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Speaking With Out Words

By: Rebecca Franklin

The Irish Tricolor Flag of Ireland
The Union Jack Flag of the United Kingdom
I know we are here in Derry to learn about the importance of dialogue, but I cannot help but see the non-verbal communication everywhere I look. One of the first days we were in Derry we received a lecture about dialogue and one of the points was that communication is done through many different mediums other than verbally. Here in Derry / Londonderry a person can say so much about themselves, their beliefs and their heritage without speaking a single word. This non verbal communication is done through: a persons last name, the flag they display in front of their home, and the most simple, the name of this city (Derry or Londonderry) on their business card. Reflecting back to my own culture in the United States I do not think we have as many symbols or non-verbal communication mediums. I know many people whose last name is of a completely different origin than their own personal ethnicity. To me it is amazing and in a way sad that people in Northern Ireland have so many symbols and non-verbal communication mediums that show many personal facts about themselves. Amazing in that you can reveal so much with out even having a conversation with a person, but sad in that information can be used to discriminate or used to target people for acts of violence.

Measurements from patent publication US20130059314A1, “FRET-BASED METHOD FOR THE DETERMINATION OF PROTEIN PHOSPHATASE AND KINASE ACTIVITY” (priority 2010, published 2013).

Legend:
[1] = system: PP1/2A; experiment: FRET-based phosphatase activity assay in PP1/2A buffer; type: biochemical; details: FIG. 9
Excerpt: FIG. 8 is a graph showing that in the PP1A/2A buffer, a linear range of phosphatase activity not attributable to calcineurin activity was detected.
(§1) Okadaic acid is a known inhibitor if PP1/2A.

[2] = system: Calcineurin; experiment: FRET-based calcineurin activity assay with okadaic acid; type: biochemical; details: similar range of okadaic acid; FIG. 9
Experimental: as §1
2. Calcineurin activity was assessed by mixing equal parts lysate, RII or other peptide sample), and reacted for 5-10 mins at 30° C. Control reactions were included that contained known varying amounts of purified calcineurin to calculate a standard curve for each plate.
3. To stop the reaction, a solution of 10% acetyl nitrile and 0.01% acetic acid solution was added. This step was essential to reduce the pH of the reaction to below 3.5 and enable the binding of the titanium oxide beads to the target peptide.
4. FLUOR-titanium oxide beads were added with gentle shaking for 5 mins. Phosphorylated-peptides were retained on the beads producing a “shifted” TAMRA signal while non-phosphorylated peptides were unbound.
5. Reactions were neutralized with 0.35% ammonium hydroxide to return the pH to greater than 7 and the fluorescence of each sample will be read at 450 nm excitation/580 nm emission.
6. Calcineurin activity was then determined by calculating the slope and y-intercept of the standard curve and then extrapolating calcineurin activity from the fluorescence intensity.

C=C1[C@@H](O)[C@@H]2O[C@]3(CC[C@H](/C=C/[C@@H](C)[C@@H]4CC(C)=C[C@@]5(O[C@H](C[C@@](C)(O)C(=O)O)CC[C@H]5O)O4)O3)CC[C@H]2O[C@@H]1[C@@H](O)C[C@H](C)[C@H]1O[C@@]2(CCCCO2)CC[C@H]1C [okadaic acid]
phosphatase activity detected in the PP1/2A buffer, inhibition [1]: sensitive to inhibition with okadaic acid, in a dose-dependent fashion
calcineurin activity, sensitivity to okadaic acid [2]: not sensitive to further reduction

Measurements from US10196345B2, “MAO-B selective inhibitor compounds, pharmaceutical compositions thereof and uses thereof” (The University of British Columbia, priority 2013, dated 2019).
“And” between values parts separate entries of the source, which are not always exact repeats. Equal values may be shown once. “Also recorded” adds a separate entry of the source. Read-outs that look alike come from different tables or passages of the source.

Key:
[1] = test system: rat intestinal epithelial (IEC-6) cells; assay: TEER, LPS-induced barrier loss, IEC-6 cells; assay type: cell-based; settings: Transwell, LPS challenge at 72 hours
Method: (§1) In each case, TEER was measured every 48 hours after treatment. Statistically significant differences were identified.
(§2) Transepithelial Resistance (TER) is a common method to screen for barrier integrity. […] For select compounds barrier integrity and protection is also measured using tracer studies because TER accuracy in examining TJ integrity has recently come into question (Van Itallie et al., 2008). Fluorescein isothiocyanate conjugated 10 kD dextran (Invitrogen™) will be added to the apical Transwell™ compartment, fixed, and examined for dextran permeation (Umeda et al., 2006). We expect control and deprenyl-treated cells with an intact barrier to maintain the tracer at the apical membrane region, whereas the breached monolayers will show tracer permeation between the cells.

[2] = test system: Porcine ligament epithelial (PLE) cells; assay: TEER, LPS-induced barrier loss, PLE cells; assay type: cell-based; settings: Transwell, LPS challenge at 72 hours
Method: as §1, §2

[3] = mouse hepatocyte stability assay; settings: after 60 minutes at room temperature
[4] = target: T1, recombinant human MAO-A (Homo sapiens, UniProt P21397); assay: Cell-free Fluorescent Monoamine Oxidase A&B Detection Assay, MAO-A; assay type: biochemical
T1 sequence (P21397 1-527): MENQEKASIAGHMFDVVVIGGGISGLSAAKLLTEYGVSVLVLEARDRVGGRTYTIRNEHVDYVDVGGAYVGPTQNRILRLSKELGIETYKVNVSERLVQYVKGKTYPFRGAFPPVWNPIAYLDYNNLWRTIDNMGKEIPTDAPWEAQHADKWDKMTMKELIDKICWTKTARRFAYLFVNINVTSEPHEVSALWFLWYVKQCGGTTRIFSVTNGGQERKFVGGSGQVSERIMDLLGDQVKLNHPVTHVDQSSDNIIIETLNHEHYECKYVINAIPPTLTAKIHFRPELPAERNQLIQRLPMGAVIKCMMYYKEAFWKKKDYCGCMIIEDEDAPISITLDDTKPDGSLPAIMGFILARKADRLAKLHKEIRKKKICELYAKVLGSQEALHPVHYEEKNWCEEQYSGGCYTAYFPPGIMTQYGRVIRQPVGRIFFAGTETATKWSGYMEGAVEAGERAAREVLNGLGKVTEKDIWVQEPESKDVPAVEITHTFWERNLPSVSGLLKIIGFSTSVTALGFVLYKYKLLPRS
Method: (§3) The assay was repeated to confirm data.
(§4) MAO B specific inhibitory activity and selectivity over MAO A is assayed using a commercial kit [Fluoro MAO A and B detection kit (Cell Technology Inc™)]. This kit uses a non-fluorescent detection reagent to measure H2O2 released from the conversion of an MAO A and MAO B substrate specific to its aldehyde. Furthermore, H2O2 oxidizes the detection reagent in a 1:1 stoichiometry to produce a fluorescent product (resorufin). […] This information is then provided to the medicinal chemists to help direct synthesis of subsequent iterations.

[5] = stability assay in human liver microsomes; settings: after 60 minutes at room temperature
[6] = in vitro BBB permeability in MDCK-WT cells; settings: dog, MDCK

The International Wall in Belfast
            Another form of non-verbal communication I have learned to appreciation is the murals that are seen through out Derry / Londonderry and Belfast. The cliché is a picture is worth a thousand words, but I do not think I had seen a true example of that until now. When looking at the murals they show such passion, anger, regret, sadness, and some even show hope. These artists have taken a blank wall and have the ability to show a range of emotions and messages through that medium. The murals in the Bogside and the International Wall in Belfast both were very moving to me. Looking at these giant canvases for a moment I could feel the emotions of the times and events they were portraying. They say a picture is worth a thousand words, to me, these pictures were a time machine. Hopefully the people of Northern Ireland can use these as a reminder of the hurt and destruction of the Troubles, and find the inspiration to seek lasting peace.

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